Listening: King’s X, hard rock/prog/semi-Christian from some mighty talented guys from Katy, TX. And speaking of Texas (maybe my favorite state), I had barbeque at the epicenter of brisket above on a recent trip. Name the place and you get … well, satisfaction.
GE Healthcare acquires Agility Healthcare Solutions of Glen Allen, VA. The privately held company uses a Real Time Locating System for enterprise visibility and patient flow management. I knew CEO Fran Dirksmeier in a previous life.
University of Washington’s Institute of Translational Health Sciences and Seattle Children’s Hospital sign for Microsoft Amalga (just the Azyxxi part, apparently, since they’re a little sloppy with that name).
Jobs: Soft (SCC) Implementation Manager, Developer, Customer Support Representative, Solutions Executive. Employers who ask Gwen nicely will get her Halloween gift – a free introductory job posting in October.
A Cisco survey says outsourcers in China, Brazil, and (to a lesser extent) India are unsure how their employees handle sensitive data or already suspect they’re sending it outside the company. Employees there are more likely to tamper with the security settings on their PCs, use P2P networks on work devices, and install unauthorized software than in the US. The Grady transcription breach is mentioned.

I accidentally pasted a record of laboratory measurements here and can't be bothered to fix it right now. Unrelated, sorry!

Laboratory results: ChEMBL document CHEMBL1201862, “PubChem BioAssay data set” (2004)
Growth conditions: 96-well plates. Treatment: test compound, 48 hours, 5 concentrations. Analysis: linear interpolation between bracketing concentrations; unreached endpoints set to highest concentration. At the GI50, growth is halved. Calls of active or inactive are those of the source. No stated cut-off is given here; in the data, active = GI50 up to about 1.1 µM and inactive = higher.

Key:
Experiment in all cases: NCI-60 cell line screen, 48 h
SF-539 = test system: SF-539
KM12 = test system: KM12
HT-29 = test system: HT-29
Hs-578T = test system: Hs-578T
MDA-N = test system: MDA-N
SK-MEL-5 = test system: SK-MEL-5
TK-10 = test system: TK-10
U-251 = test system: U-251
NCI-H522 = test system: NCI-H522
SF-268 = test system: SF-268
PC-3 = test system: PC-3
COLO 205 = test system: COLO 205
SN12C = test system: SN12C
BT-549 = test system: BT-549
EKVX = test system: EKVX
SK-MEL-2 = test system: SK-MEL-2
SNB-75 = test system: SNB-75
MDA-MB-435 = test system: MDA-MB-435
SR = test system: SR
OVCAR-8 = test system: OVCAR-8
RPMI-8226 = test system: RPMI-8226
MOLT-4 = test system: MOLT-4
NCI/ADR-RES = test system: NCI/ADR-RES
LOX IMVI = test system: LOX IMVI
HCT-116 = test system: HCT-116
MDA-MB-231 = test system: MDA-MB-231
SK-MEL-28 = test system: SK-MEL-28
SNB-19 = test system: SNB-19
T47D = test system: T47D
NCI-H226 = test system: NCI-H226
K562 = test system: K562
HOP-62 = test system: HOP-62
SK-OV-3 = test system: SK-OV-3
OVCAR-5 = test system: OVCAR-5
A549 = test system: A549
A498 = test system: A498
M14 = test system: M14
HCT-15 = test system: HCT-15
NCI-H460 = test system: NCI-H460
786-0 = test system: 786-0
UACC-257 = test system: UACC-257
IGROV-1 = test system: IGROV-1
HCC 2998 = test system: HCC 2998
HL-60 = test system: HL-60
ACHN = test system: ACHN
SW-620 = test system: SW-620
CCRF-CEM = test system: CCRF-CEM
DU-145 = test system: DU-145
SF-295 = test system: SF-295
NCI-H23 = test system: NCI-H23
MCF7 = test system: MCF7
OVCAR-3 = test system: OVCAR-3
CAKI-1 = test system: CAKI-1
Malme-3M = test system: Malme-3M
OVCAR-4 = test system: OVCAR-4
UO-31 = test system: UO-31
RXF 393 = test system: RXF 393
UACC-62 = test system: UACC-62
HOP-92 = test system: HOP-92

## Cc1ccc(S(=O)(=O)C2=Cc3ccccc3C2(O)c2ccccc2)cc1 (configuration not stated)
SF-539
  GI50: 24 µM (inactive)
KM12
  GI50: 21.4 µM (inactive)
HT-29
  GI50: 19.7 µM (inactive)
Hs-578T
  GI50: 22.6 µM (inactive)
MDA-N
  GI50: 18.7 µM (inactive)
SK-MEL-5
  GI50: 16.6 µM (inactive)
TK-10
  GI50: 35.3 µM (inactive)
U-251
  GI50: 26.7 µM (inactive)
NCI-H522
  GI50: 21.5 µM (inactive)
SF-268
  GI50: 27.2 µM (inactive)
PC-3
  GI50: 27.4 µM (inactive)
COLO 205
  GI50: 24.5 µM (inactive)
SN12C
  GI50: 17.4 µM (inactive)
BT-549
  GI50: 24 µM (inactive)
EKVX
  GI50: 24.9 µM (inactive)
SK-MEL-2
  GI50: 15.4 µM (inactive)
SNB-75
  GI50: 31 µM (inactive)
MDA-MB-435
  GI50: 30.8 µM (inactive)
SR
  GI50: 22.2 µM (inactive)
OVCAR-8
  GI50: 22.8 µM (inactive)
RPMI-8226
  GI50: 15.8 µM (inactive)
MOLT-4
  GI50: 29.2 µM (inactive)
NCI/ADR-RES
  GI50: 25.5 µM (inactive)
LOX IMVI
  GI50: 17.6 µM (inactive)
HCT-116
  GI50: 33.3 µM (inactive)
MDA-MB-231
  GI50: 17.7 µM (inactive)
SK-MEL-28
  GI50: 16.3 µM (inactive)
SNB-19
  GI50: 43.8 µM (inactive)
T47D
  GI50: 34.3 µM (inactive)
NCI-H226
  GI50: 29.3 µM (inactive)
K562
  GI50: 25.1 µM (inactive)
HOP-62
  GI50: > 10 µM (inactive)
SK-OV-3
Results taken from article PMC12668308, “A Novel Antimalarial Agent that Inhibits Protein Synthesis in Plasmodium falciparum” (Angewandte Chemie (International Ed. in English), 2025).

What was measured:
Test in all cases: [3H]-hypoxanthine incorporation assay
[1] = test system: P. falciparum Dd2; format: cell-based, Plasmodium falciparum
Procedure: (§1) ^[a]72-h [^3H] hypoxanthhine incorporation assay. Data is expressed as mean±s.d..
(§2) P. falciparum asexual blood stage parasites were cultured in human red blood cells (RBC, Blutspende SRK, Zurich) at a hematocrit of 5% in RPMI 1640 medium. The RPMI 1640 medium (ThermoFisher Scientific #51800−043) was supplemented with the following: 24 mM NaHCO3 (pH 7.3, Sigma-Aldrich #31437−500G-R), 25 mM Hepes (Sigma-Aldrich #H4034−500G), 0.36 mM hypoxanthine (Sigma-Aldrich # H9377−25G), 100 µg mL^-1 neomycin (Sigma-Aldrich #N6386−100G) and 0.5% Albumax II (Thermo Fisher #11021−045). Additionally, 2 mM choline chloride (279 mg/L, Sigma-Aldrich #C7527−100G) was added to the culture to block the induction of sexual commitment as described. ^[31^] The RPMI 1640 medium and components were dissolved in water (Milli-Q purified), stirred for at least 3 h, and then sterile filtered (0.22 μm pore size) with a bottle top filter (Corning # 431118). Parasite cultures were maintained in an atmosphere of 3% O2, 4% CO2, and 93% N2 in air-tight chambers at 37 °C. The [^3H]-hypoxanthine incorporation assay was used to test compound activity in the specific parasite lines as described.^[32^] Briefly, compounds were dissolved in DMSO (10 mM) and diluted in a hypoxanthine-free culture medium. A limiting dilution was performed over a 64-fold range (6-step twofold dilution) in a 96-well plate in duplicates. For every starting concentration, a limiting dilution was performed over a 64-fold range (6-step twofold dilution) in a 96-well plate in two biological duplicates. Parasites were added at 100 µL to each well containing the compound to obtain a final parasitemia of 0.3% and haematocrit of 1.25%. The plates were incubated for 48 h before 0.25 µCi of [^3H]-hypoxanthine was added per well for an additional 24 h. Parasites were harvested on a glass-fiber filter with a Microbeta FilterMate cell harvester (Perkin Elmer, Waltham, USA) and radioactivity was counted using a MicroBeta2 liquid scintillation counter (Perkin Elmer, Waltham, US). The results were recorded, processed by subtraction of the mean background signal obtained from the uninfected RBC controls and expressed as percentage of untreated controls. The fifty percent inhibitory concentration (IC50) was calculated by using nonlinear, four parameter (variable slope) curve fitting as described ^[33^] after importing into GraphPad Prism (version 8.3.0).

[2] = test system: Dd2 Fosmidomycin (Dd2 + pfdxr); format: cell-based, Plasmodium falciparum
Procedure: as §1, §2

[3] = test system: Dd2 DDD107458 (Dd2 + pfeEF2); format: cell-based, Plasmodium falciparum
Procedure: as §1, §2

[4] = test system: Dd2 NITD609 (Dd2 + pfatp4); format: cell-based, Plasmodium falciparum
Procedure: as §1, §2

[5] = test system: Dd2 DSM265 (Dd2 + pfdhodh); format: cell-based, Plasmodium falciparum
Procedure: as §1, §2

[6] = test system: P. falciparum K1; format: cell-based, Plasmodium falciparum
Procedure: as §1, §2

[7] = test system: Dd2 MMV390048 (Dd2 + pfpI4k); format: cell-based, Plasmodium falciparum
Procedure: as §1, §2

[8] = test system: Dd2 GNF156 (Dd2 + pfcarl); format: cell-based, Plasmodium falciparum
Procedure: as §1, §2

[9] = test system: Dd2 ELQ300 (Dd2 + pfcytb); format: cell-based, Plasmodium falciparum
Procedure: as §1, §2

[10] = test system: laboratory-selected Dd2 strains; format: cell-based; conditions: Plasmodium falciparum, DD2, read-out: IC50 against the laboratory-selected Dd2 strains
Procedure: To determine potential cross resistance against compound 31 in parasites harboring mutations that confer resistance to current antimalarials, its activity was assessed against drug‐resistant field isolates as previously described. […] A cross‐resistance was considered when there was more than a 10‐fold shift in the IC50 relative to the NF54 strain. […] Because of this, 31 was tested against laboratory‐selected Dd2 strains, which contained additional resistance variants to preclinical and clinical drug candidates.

Exempla Healthcare (CO) signs a deal with Novo Innovations to deliver data directly to practice EMRs, moving up from Novo’s drop box data exchange.
Since I’ve never had anything to do with Virtual HIMSS, I didn’t realize that the signup page requires answering questions similar to those asked by the "never had a paid subscriber" rags before sending you the subscription you don’t really want, leading you to just randomly check blocks here and there to be done with it. The footnote suggests that if you aren’t a hot vendor prospect, you’ll pay $79 instead of getting in free like everybody else, a reader tells me.
FDA will spend $2.5 billion on new IT systems over the next ten years as part of what’s called a bioinformatics initiative, but it mostly sounds like infrastructure and data center relocation.
Victoria, Australia is going back to the drawing board on its ambitious HealthSmart project after falling two years’ behind schedule and failing to bring up even one site on Cerner Millennium. "A $79 million deal with Cerner was signed in March 2006, but costs had risen by $17 million to $96 million in 2006 – the biggest price blowout so far, the audit office found."